US 4802928 A
A doctor blade assembly has a doctor blade supported in a blade holder. The blade has a projecting front edge adapted to be placed in contact with a moving surface to be doctored, and a rear edge adapted to be received in the blade holder. The blade is preloaded in a manner such that tensile stresses are induced in the front edge thereof. The level of such tensile stresses is below the yield strength of the blade material, yet high enough to prevent compressive stresses from developing at the blade front edge as a result of heat being generated by frictional contact between the blade and the moving surface being doctored.
1. In the method of doctoring a moving surface by applying the elongate front edge of a doctor blade thereto while retaining the elongate rear edge of the blade in a blade holder, the improvement comprising: preloading the doctor blade to induce tensile and compressive stresses respectively in the front and rear edges thereof, said tensile and compressive stresses being oriented in the direction of blade length and the level of said tensile stresses being sufficient to prevent compressive stresses from developing at said front edge during doctoring as a result of linear expansion caused by frictional heat.
2. A doctor blade assembly comprising: a blade holder; an elongate doctor blade having front and rear edges extending along the blade length, said blade being dimensioned and configured to be received in and to be supported by said holder with said front edge projecting from said holder for frictional application to a moving surface to be doctored; and, means for preloading said blade in a manner such that tensile stresses are induced at said front edge in the direction of blade length, said tensile stresses being below the yield strength of said blade, yet high enough to counter the development of compressive stresses at said front edge as said front edge is heated by frictional contact with said moving surface during a doctoring operation.
3. The doctor blade assembly of claim 2 wherein as a result of said blade being preloaded, compressive stresses are induced in the rear edge thereof in the direction of blade length.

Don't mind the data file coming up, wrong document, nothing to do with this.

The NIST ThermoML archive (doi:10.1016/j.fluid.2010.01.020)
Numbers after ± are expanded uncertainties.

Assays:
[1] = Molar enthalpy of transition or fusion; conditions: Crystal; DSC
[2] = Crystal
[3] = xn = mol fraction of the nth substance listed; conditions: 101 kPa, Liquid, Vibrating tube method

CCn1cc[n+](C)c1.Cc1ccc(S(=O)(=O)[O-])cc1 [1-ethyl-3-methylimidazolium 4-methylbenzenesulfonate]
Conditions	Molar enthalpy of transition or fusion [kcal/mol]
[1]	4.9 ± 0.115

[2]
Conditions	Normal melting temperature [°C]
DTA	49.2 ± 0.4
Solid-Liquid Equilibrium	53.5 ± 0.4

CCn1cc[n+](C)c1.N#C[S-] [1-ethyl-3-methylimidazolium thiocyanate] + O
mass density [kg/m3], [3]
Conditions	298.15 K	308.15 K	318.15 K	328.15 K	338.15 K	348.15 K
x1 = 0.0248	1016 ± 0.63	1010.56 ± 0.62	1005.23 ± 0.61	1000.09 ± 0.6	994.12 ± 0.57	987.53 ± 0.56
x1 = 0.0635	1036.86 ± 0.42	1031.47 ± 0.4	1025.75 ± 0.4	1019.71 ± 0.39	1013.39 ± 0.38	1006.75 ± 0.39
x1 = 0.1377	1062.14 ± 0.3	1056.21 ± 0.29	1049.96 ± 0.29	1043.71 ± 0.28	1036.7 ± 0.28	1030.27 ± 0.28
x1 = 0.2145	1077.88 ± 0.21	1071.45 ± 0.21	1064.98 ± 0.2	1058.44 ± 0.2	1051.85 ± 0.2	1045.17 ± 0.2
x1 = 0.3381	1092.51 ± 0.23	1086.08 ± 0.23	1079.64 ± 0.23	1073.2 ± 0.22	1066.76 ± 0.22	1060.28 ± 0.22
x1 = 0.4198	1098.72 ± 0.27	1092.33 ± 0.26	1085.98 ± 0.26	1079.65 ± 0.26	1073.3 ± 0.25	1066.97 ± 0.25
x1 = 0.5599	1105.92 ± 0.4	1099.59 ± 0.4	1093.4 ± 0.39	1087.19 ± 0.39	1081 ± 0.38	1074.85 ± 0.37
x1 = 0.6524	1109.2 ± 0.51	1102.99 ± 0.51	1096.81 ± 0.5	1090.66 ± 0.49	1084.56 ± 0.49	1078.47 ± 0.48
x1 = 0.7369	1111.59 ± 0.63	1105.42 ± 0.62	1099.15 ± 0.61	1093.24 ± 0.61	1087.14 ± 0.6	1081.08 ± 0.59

4. The doctor blade assembly of claim 3 wherein prior to being preloaded, said blade has a concave front edge and a convex rear edge.
5. The doctor blade assembly of claim 4 wherein prior to said blade being preloaded, said front and rear edges are substantially parallel.
6. The doctor blade assembly of either claims 3, 4 or 5 wherein said blade holder has a substantially straight seating surface, and wherein force exerting means are provided for urging the rear edge of said blade against and into conformity with said seating surface.
7. The doctor blade assembly of claim 6 wherein the front and rear edges of said blade are straightened as a result of said rear edge being urged against said seating surface by said force exerting means.
8. For use in doctoring a moving surface, a doctor blade assembly comprising:
a blade holder having a receiving slot defined at least in part by a substantially straight seating surface;
an elongate doctor blade dimensioned for insertion into said receiving slot, said doctor blade having a projecting front edge adapted to be placed in contact with said moving surface, and a rear edge adapted to be seated against said seating surface, said front and rear edges extending along the blade length and being respectively concave and convex when said blade is loosely received in said slot; and
force exerting means associated with said blade holder for urging said rear edge against said seating surface in order to straighten said front and rear edges and thereby induce tensile and compressive stresses in the direction of blade length respectively in the front and rear edges of said blade.
9. A doctor blade comprising a flat elongate member having a front edge adapted to be applied to a moving surface to be doctored, and a rear edge adapted to be received in a blade holder, said front and rear edges extending along the blade length and being respectively concave and convex in the direction of blade length when said blade is unstressed.
10. Apparatus for doctoring a moving surface, comprising in combination:
an elongate flat doctor blade having front and rear edges extending along the blade length;
a holder for said blade, said holder having a slot for receiving the rear edge of said blade in a position such that the front edge of said blade projects from said holder for application to said moving surface; and
means for preloading said blade to induce tensile stresses in the front edge thereof and compressive stresses in the rear edge thereof, said tensile and compressive stresses being oriented in the direction of blade length.
1. Field of the Invention
This invention relates to an improvement in doctor blades and the use thereof in doctoring rotating cylinders, moving belts, plates and the like.
2. Description of the Prior Art
Doctoring is a well known procedure which is widely employed in a variety of industrial applications, including web processing, coating and printing, food processing, chemical processing, etc. In a typical doctoring operation, as shown for example in FIGS. 1 and 2, a blade holder 10 has cooperating jaws 12, 14 which define a slot 16 open at one end and closed at the opposite end by a base or seating surface 18. A doctor blade 20 is received in the slot 16. The blade has a front edge which projects from the holder and which is adapted to be applied against the surface to be doctored, which in the case illustrated is the surface 22 of a cylinder rotating in the direction indicated by arrow 24. The doctoring angle "x" may be obtuse, as illustrated, or it may be acute or perpendicular, depending on the overall design of the doctor assembly and the function to be performed by the blade. Typically, obtuse blade angles are used for cleaning and acute blade angles are used for wiping. A perpendicular blade angle is sometimes used for special creping operations.